Russian National Unity Day brings celebration but also controversy

Russian National Unity Day brings celebration but also controversy
By Seamus Kearney
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A monument to Grand Prince Vladimir has been erected near the Kremlin


A controversial statue of the prince who brought Christianity to the precursor of the Russian state has been unveiled by President Putin.

The monument to Grand Prince Vladimir near the Kremlin comes on what’s known as National Unity Day.

But the prince was actually also the ruler of territory in modern-day Ukraine, from where the Russian state later emerged.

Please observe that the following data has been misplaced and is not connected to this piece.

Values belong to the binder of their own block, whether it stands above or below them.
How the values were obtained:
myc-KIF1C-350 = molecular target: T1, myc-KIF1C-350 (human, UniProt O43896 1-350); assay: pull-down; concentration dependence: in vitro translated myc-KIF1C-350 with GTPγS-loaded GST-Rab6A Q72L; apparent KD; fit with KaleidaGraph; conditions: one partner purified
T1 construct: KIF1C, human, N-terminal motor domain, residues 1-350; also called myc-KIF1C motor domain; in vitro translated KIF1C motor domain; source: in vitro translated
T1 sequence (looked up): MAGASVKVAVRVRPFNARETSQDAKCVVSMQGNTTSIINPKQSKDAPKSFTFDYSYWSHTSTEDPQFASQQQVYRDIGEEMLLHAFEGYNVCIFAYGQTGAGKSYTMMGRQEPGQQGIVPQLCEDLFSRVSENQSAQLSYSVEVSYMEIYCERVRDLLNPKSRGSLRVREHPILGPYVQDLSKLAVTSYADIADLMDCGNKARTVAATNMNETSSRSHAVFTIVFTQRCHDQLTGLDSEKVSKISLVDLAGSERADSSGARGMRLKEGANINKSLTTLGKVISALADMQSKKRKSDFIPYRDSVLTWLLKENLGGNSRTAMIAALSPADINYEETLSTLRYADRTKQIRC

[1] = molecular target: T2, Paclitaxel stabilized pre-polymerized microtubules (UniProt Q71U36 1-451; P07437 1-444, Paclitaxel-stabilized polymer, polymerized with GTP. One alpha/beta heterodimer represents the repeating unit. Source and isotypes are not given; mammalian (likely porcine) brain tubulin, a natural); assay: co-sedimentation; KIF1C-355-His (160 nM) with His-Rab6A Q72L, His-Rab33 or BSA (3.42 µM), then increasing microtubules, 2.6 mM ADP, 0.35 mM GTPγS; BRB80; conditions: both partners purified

Russian President Vladimir Putin told the crowds: “Today it is our duty to jointly resist the threats of our times, leaning on spiritual commandments, and the invaluable traditions of unity and agreement, and to go forward, ensuring the continuation of our thousand-year-long history.”

National Unity Day was created by President Putin in 2004 to replace the day that commemorated the Bolsheviks seizure of power in 1917.

But it was not all celebration.

Several hundred far right nationalists held a march to protest against President Putin, accusing him of spending more on the military than the welfare of ordinary Russians.

Yuri Gorsky, a national leader, said: “For a Russian nationalist the enemy is within. It’s the bureaucrat and the political elite that have gathered around Putin thanks to wars in Syria and eastern Ukraine.

Demonstrators shouted “Putin out”.

Some protesters also complained about migrants being allowed to enter Russia.

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